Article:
WASHINGTON (Reuters) - Congressional Democrats made headway on Thursday on their top legislative priority -- job creation -- when the House of Representatives approved a $15 billion package of tax credits and highway construction.
The 217 to 201 vote gave Democrats a much-needed victory after weeks of delay caused by Republican tactics, a record-setting snowstorm and internal bickering.
More job-creation efforts are in the pipeline, House Speaker Nancy Pelosi said.
"Today's legislation is ... one key element of our agenda to get Americans back to work and strengthen our economy," Pelosi said on the House floor.
The Senate passed the bill last week. But that chamber will have to approve it again before President Barack Obama can sign it into law because the House modified it to satisfy the concerns of centrist Democrats and black lawmakers.
The Senate will probably take up the bill next week after it finishes work on a much larger jobs package, a Senate aide said.
After bruising fights over healthcare and global warming, Democrats hope to show voters they can bring down the 9.7 percent unemployment rate before the November congressional elections.
But they also face a growing backlash for the aggressive spending measures they have taken to fight the worst recession in 70 years.
Rather than passing another massive job-creation bill along the lines of last year's $863 stimulus package, Democratic leaders plan to advance a series of smaller job-creation bills to avoid public sticker shock and keep their job-creation efforts in the news.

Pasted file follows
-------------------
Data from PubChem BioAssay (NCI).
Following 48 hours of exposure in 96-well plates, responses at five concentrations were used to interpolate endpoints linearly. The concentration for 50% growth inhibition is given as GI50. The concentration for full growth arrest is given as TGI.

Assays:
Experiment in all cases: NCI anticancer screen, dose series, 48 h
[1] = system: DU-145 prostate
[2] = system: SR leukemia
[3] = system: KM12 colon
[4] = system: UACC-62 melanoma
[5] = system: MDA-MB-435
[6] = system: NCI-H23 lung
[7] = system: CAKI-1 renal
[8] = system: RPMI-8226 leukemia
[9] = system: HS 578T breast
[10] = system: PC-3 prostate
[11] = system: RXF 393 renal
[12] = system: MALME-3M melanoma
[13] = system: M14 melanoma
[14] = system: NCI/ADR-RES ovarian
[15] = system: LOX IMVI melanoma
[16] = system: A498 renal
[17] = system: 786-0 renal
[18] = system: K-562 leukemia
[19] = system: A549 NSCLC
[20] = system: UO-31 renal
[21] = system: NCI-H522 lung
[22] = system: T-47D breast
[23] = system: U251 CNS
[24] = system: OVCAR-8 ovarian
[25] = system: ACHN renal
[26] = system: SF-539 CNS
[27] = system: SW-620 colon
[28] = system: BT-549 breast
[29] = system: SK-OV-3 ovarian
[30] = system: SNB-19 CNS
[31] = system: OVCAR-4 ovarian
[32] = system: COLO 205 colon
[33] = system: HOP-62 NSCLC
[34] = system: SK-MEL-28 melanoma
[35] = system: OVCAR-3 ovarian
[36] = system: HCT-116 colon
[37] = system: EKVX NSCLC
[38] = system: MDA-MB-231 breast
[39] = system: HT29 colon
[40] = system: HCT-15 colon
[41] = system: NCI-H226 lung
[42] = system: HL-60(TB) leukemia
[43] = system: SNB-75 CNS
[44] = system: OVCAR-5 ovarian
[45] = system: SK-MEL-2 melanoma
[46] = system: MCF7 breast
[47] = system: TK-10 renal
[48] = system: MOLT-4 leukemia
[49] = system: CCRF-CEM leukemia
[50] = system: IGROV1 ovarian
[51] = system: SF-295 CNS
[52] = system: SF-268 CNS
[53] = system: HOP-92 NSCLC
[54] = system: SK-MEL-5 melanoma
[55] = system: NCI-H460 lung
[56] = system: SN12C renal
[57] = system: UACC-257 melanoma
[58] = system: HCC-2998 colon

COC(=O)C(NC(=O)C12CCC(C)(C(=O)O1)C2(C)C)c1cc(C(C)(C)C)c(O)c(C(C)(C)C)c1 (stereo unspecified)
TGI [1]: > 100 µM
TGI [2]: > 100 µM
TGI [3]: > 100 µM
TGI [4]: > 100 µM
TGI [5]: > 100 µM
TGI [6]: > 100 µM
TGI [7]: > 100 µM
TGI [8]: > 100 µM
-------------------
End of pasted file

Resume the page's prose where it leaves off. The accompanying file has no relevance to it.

The Senate is debating a $107 billion measure that would extend jobless aid, help states pay spiraling healthcare costs and renew a package of expired tax breaks.
After that, Democrats could take up legislation to boost lending to small businesses, create incentives to weatherize buildings, or give states more aid to help them avoid layoffs of teachers, police and other public employees.
The bill passed by the House includes a $13 billion payroll tax break for businesses that hire unemployed workers, along with subsidies for state and local construction bonds.
It also extends a highway-construction fund through the end of the year, despite concerns that some of the money is distributed unfairly among the states. Senate Majority Leader Harry Reid has promised to fix the funding formula in later legislation, said Transportation Committee Chairman James Oberstar.
The bill's costs, other than the highway fund, are offset by a crackdown on offshore tax shelters. The House also postponed a tax break covering business interest by one year to satisfy the concerns of centrist Blue Dog Democrats who said it would otherwise violate budget rules.
Reporting by Andy Sullivan, editing by Philip Barbara